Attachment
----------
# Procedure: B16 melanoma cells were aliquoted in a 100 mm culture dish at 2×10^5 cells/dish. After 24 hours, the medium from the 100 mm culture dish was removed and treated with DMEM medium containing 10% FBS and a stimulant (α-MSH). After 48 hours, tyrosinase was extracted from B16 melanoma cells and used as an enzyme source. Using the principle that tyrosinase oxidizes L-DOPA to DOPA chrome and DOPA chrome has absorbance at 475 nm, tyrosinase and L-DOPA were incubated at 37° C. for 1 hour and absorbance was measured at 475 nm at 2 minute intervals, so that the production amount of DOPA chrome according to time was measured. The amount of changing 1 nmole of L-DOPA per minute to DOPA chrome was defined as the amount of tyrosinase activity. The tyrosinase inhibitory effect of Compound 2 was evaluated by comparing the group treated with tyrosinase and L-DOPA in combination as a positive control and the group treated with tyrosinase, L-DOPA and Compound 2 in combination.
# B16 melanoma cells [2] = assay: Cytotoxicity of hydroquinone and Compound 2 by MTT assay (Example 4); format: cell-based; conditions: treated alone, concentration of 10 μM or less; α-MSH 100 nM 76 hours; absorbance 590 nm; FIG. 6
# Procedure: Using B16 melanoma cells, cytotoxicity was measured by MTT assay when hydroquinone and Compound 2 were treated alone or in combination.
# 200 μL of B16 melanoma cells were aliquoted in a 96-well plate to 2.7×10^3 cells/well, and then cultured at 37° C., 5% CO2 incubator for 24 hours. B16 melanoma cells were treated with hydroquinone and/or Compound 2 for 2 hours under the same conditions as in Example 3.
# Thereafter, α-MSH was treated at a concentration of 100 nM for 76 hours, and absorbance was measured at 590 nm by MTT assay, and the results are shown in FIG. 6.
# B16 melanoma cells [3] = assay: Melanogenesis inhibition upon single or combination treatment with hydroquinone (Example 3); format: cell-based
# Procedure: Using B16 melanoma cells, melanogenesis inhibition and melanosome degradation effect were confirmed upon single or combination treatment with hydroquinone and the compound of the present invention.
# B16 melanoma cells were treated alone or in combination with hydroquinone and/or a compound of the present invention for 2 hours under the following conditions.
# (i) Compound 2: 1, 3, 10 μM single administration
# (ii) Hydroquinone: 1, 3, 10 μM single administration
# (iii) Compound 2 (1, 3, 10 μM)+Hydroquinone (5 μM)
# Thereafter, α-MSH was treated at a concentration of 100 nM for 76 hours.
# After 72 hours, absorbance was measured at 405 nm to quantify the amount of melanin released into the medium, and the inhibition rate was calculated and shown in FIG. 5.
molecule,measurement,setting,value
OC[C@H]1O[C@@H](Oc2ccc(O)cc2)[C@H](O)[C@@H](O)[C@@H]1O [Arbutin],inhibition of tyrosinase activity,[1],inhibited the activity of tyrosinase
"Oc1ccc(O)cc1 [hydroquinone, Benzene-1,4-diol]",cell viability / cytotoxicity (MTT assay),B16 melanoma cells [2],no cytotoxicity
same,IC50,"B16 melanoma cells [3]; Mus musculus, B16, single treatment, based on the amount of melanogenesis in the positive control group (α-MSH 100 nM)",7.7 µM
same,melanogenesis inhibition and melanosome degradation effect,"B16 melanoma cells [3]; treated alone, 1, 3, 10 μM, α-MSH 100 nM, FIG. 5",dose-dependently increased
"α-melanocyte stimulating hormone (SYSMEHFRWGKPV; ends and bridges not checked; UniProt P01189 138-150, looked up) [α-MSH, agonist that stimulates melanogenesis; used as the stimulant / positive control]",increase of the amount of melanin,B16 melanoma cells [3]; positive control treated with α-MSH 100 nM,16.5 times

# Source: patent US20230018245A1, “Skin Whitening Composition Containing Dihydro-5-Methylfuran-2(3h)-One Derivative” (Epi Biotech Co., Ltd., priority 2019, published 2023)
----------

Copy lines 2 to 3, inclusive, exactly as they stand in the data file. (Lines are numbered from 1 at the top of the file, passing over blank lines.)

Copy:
# B16 melanoma cells [2] = assay: Cytotoxicity of hydroquinone and Compound 2 by MTT assay (Example 4); format: cell-based; conditions: treated alone, concentration of 10 μM or less; α-MSH 100 nM 76 hours; absorbance 590 nm; FIG. 6
# Procedure: Using B16 melanoma cells, cytotoxicity was measured by MTT assay when hydroquinone and Compound 2 were treated alone or in combination.